The contract could become the most important Asia-based crude oil benchmark, given that China is the world’s biggest oil importer. Crude oil is usually priced in relation to Brent or West Texas Intermediate futures, both denominated in US dollars. China’s move will allow exporters such as Russia and Iran to circumvent US sanctions by trading in yuan. To further entice trade, China says the yuan will be fully convertible into gold on exchanges in Shanghai and Hong Kong.’
    The stability of gold is the key to China’s drive to dethrone the petrodollar

    This post was published at Schiffgold on SEPTEMBER 11, 2017.


  • Dollar Bloodbath Continues Across Asia, Gold Tops Election-Night Spike Highs

    Having plunged by the most in 6 months during the US day session, the dollar is continuing to get pounded across AsiaPac with Hong Kong Dollar and Yuan surging. Gold is extending gains, breaking above the spike highs from election night…
    The Dollar Index is in free fall…This is the 7th straight down day for the USD Index…
    ***
    There is not much support below here…

    This post was published at Zero Hedge on Sep 7, 2017.


  • Market Talk- September 4th, 2017

    Stock markets were spooked by North Korea’s sixth nuclear test over the weekend which had the usual effect of rallying safe-haven such as gold and treasuries. The US dollar also found a bid with the Japanese yen benefiting as money scattered from the risk. The Nikkei ended the day around 1% lower with exporters being hit but the currency appreciation was responsible for much of this move. Hong Kong’s Hang Seng was also around 1% weaker but interesting to see that mainland market closed higher (+0.4%). A few markets were closed today (Malaysia and Vietnam) but the obvious one was the US closed for Labour Day. All this weekend news came after the US jobless number released on Friday but was probably more subdued because of the thin trading volumes.

    This post was published at Armstrong Economics on Sep 4, 2017.


  • China Begins To Reset The World’s Reserve Currency System

    It’s a strategic move swapping oil for gold, rather than for U. S. Treasuries, which can be printed out of thin air. – Grant Williams
    A report released by the Nikkei Asian Review indicates that China is prepared to release a yuan-denominated oil futures contract that is convertible (backed by) physical gold. The contract will enable China’s largest oil suppliers to settle oil sales in yuan, rather than in dollars, and then convert the yuan into gold on exchanges in Hong Kong and Shanghai.
    This is a significant step in removing the global reserve currency status of the dollar and resetting the the global economic and geopolitical ‘landscape.’ Over the past several years, China has quietly established yuan-based currency exchange facilities, which has set up the ability to implement this new non-dollar trade settlement financial instrument. According to the Brookings Institute, 34 Central Banks around the world have signed bilateral local currency swap agreements with the PBoC as of of the end of September 2016, including the major oil-producing countries. With this new contract, China’s largest oil suppliers will now be able to transact directly with China, and other oil importing countries, using yuan which are directly convertible into gold to settle the trade.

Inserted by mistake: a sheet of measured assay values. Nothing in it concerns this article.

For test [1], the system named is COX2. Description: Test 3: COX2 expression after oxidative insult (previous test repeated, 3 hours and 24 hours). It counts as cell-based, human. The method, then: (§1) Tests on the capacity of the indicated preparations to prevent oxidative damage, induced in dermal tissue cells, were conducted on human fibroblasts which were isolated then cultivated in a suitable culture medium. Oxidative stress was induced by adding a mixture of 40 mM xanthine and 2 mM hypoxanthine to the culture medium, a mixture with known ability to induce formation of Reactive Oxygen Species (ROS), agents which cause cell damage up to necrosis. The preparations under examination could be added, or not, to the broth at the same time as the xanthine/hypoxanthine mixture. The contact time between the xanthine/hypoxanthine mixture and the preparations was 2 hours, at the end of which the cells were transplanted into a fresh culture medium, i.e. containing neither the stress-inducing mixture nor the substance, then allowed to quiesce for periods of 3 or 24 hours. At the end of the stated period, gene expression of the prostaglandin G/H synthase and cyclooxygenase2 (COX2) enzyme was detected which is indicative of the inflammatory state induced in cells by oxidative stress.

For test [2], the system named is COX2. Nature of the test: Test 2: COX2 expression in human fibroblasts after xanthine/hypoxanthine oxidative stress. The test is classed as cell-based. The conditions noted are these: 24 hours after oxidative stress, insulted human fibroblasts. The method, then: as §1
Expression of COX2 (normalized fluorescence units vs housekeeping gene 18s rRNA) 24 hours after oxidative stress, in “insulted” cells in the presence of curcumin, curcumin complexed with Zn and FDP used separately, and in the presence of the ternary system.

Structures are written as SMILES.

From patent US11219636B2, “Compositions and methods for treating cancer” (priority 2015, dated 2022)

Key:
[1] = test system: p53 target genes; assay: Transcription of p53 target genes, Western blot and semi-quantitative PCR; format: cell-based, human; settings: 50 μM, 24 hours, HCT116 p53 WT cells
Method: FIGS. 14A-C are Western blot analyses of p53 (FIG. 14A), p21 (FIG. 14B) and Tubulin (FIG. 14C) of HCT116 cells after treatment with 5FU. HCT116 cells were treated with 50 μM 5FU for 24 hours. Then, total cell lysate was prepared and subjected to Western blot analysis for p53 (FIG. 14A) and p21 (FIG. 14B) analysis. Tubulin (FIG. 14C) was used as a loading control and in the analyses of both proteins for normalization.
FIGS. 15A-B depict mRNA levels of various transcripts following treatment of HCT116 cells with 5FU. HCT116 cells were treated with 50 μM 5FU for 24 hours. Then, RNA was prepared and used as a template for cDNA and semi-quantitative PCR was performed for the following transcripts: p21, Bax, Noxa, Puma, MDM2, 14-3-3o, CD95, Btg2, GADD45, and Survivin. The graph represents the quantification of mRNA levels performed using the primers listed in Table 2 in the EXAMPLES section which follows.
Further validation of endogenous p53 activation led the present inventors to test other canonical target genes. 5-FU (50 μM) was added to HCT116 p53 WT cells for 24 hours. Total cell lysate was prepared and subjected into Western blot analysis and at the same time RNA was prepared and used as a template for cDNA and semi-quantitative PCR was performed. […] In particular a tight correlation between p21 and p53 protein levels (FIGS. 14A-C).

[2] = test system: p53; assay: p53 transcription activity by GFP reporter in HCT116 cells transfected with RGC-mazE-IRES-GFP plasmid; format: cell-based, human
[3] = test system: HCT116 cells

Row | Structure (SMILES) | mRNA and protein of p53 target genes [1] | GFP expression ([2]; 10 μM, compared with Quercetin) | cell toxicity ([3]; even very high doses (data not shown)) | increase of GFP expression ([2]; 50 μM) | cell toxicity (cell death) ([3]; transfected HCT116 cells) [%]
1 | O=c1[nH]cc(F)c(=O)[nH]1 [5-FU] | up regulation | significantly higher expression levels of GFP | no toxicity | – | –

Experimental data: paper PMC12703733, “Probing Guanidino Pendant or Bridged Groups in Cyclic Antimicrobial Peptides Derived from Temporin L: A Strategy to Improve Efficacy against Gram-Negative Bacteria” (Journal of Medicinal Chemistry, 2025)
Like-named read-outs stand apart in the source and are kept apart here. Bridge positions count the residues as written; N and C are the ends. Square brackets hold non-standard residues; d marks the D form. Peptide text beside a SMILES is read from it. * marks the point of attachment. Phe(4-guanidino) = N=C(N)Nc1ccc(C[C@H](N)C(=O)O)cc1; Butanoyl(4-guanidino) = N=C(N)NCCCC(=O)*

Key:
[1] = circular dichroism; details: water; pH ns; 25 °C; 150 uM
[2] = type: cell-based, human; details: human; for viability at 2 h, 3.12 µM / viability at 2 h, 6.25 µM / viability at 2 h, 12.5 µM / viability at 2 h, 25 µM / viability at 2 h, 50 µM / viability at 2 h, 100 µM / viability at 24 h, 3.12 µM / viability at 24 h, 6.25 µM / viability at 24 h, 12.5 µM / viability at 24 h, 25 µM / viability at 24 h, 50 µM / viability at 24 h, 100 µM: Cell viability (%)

This post was published at Investment Research Dynamics on September 3, 2017.


  • De-Dollarization Accelerates: China Readies Yuan-Priced Crude Oil Benchmark Backed By Gold

    The world’s top oil importer, China, is preparing to launch a crude oil futures contract denominated in Chinese yuan and convertible into gold, potentially creating the most important Asian oil benchmark and allowing oil exporters to bypass U. S.-dollar denominated benchmarks by trading in yuan, Nikkei Asian Review reports.
    The crude oil futures will be the first commodity contract in China open to foreign investment funds, trading houses, and oil firms. The circumvention of U. S. dollar trade could allow oil exporters such as Russia and Iran, for example, to bypass U. S. sanctions by trading in yuan, according to Nikkei Asian Review.
    To make the yuan-denominated contract more attractive, China plans the yuan to be fully convertible in gold on the Shanghai and Hong Kong exchanges.

    This post was published at Zero Hedge on Sep 3, 2017.


  • Chinese Shares Surge As Beijing “Plunge Protection Team” Boosts Stock Holdings

    Having repeatedly met with resistance around 3,300, over the past week China’s Shanghai Composite finally broke out, and overnight rose another 0.9% to 3,362.65, its highest level since December 2015, following a sharp move higher in both the Chinext small-caps index, but mostly due to a spike in Chinese broker stocks.
    ***
    There have been various explanations for this move, with Bloomberg focusing on recent strong earnings, mostly out of China’s big caps, where recent consolidation has pushed profits and ROE higher.
    Companies on MSCI’s China and Hong Kong indexes have beaten earnings estimates by the most among major emerging markets this year, underpinning rallies of 40 percent and 25 percent respectively… Profit at China Shenhua Energy Co. more than doubled in the first half as coal prices soared. Shenhua’s Hong Kong-traded shares have provided a 58 percent return to investors so far in 2017, aided by a bumper special dividend declared in March. There are plenty of other examples. In the liquor industry, Wuliangye Yiban Co. and Kweichow Moutai Co. now control more than 60 percent of the high-end market, giving them oligopoly power over retail prices. Their shares have soared 61 percent and 48 percent.

    This post was published at Zero Hedge on Aug 28, 2017.


  • Market Talk- August 25, 2017

    Main talking point out of Asia this morning were the continued strong earnings reports and the subsequent buying conviction. In Hong Kong the Hang Seng gained over 1.2% whilst the domestic Shanghai index rallied near 2% after earnings beat expectations to finish the week well bid. We saw solid gains in Financials, energy, communications and even retailers even before waiting for central bankers at Jackson Hole. The Nikkei added a little positivity to the region (+0.5%) but is obviously still wary as the currency remains clued to the 109 level, even after we saw the Jly CPI data rise +0.5%. Australia’s ASX was unable to join the party, closing small down whilst the Indian SENSEX was closed for holidays.

    This post was published at Armstrong Economics on Aug 25, 2017.